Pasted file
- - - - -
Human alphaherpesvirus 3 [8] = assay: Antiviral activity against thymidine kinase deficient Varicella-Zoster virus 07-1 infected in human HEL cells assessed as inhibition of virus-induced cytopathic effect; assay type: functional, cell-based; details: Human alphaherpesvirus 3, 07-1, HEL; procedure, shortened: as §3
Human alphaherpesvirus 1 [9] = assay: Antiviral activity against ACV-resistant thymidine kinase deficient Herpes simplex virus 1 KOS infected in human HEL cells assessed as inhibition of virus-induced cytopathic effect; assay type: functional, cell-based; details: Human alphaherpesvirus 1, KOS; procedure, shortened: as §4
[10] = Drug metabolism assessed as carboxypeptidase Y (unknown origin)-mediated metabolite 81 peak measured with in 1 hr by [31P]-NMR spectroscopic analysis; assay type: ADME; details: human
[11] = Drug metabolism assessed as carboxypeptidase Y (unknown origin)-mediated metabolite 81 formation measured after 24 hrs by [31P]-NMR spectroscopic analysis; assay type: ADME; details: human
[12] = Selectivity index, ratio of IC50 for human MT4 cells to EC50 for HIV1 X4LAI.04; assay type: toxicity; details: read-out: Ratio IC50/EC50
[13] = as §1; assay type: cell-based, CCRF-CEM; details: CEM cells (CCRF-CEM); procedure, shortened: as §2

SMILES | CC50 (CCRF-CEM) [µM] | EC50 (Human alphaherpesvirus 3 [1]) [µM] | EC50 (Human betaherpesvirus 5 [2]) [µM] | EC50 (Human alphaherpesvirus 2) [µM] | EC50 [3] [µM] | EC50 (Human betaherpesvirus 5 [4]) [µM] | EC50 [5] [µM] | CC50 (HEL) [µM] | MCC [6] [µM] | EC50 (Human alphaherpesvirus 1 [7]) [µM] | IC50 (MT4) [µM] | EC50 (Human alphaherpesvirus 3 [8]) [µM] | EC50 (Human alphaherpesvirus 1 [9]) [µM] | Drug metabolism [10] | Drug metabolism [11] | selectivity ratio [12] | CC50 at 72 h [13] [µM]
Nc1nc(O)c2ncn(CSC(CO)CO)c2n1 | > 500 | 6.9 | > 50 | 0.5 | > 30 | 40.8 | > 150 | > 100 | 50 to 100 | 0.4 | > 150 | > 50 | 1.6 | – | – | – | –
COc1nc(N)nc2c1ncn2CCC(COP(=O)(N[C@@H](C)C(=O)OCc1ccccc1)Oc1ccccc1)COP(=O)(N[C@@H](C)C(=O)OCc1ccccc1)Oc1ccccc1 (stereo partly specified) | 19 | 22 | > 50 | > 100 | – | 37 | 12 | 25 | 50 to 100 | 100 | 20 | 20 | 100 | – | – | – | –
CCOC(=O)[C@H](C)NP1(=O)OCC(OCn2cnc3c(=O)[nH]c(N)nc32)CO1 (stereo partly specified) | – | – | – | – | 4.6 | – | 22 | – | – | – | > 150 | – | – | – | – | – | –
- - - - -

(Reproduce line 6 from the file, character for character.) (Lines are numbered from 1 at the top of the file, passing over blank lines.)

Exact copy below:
[13] = as §1; assay type: cell-based, CCRF-CEM; details: CEM cells (CCRF-CEM); procedure, shortened: as §2